- The parts fit rather loosely : Increase the flow rate setting by 3% and print the puck again.
- The parts don't fit together at all : Decrease the flow rate setting by 3% and print the puck again.
- The print comes off the bed before completion : The bed is too far away from the hotend. If you find that the bed height is not the issue here, it might have to do with the filament or the bed surface. Kapton tape + heated bed is a great solution for PLA. Reprap forums are a great resource for general printing issues.
This is a step that has to be repeated for every new filament. The silver lining is that you can save a separate profile in the slicer for each filament and use the profile when reusing an already calibrated filament. To do this, once you have a good flow rate value, increase the filament diameter setting in the slicer the same percentage as the reduction in flow rate (and vice versa), and save the filament profile. One thing to take note of - when slicing with a calibrated profile, make sure that you reset your flow rate to the nominal (1.0/100%).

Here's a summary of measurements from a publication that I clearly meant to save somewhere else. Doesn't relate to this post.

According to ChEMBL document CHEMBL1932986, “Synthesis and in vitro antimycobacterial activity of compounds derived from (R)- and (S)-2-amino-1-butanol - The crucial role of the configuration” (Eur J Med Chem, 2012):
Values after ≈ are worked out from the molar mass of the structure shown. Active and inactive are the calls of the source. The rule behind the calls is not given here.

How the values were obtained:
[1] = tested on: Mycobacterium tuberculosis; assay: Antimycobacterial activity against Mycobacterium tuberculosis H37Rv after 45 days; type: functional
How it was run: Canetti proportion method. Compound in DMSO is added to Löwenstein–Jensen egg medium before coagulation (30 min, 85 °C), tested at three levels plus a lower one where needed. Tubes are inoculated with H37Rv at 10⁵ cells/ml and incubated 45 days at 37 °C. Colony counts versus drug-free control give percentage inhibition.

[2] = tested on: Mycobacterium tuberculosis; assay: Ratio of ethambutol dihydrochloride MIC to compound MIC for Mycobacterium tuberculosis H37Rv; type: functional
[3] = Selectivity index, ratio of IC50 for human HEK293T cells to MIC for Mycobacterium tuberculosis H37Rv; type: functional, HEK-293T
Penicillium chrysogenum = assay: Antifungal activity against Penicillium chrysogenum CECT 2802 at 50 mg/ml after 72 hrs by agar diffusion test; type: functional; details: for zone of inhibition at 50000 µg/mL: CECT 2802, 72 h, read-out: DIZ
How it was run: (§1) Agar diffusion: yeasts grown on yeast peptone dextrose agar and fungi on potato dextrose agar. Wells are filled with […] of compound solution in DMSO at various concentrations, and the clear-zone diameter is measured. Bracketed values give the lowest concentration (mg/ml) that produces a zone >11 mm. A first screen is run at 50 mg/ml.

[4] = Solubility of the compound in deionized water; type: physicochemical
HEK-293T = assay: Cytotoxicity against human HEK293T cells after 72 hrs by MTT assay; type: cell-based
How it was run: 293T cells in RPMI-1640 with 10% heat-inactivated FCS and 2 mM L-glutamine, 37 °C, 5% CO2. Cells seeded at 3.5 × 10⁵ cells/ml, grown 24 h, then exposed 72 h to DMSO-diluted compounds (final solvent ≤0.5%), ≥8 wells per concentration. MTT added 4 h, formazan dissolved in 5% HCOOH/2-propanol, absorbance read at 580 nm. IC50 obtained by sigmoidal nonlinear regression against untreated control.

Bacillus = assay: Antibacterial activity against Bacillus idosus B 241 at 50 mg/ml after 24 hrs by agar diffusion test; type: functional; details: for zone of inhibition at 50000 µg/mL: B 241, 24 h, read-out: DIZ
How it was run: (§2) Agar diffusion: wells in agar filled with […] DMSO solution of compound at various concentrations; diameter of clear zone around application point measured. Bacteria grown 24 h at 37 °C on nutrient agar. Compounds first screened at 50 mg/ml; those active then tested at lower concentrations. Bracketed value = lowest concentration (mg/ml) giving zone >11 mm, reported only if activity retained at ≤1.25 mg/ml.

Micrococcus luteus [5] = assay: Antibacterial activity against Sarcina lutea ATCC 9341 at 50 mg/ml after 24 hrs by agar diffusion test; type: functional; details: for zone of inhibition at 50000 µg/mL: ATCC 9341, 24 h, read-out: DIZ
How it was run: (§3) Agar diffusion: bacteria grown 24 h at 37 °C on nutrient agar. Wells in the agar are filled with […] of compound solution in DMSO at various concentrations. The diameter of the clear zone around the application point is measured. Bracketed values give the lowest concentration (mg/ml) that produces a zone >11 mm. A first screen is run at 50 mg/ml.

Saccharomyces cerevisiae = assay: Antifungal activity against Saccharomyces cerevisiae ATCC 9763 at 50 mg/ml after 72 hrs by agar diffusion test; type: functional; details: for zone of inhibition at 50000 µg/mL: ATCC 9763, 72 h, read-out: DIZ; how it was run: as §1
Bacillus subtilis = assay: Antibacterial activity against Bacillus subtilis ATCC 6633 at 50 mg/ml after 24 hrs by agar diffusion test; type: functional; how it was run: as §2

Printing & Cleanup (figure 2)
So you have calibrated the filament. Congrats, you have completed the hardest step in this entire tutorial. Onwards to printing.
Slicing at a 0.2mm layer thickness with an average 45mm/sec print speed gives a good balance of speed and quality. A 15% infill is more than enough in most cases, depending on whether your printer is good at bridging gaps. That number can be increased if you get holes on the top printing surfaces.